The rest of the week’s heavy global markets economic calendar was arguably also encouraging on balance. The Institute for Supply Management’s (ISM’s) index of July factory activity missed expectations but still showed healthy growth (59.5, with levels over 50 indicating expansion), while the increase in June factory orders surprised on the upside (1.5% versus around 1.0%) off an upwardly revised base in May. The week’s biggest surprise may have been the ISM’s service sector index, which jumped to 64.1, well above expectations of 60.5.
Overnight activity from Asia and secondary trading volumes were relatively muted, but the primary market was active, and the level of new issuance surpassed weekly expectations. High yield investors appeared mostly focused on the firm tone of corporate earnings reports, which seemed to mostly outweigh concerns about the coronavirus and regulatory developments in China.
|Index||Friday’s Close||Week’s Change||% Change YTD|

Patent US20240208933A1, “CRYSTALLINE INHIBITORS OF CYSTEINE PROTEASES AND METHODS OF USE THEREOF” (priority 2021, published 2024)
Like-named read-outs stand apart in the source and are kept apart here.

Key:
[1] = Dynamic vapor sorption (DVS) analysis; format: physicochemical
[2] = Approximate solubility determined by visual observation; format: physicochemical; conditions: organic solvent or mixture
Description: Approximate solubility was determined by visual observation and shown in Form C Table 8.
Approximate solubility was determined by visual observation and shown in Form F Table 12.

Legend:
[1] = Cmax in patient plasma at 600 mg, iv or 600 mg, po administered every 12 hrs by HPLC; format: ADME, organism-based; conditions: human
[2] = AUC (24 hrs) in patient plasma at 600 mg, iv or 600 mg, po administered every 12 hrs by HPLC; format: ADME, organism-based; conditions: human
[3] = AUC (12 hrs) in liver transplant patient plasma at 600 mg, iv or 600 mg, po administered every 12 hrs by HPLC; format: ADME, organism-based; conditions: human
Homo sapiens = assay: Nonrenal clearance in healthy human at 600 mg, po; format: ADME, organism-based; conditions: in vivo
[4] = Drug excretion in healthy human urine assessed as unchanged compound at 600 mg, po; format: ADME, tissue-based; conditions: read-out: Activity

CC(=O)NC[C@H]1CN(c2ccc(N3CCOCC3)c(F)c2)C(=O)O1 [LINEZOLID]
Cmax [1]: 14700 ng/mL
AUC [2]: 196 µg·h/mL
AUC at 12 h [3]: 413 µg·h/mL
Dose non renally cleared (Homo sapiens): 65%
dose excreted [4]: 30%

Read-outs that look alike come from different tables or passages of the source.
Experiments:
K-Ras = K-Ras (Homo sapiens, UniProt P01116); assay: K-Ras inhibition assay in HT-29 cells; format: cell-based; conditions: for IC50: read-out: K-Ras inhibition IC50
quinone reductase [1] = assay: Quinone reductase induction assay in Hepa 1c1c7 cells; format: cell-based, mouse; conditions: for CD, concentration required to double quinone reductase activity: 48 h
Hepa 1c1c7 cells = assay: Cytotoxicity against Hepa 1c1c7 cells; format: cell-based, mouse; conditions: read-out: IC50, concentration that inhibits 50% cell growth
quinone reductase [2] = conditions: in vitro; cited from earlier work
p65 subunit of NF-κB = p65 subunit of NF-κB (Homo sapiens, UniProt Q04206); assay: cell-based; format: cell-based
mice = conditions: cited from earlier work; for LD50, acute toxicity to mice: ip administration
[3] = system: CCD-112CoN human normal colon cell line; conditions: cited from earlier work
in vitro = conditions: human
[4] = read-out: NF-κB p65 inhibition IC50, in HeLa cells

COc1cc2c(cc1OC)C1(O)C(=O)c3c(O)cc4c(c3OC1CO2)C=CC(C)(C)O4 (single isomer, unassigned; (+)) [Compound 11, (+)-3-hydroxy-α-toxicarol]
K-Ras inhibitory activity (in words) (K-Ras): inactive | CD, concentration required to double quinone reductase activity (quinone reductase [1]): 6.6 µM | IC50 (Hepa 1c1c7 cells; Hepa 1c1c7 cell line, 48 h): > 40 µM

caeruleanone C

|S&P MidCap 400||2,717.36||13.70||17.81%|
Shares in Europe rose on strong growth in corporate earnings and optimism about an economic recovery. In local-currency terms, the pan-European STOXX Europe 600 Index ended 1.78% higher. Major stock indexes across the various global markets also gained ground: France’s CAC 40 Index advanced 3.09%, Italy’s FTSE MIB Index climbed 2.51%; and Germany’s Xetra DAX Index added 1.45%. The UK’s FTSE 100 Index gained 1.29%.
Core eurozone bond yields trended lower, as an increase in coronavirus cases fueled doubts about the wider economic recovery. Peripheral eurozone bond yields largely tracked core markets. UK gilt, a benchmark for global market yields also fell, broadly following core markets. However, this pullback in yields moderated later in the week due to hawkish messaging from the Bank of England (BoE).
The BoE said that “some modest tightening of monetary policy over the forecast period is likely to be necessary” should the economy evolve broadly in line with the bank’s central projections. The BoE, which left its monetary policy and quantitative easing program unchanged at its latest meeting, now expects interest rates to rise from 0.1% to 0.2% in 2022 and to 0.5% in August 2024. The central bank updated its forecast for inflation, which is likely to peak at 4% either late in 2021 or in early 2022. The outlook still calls for the economy to grow 7.25% this year, but the BoE increased its forecast for 2022 gross domestic product to 6% from 5.75%.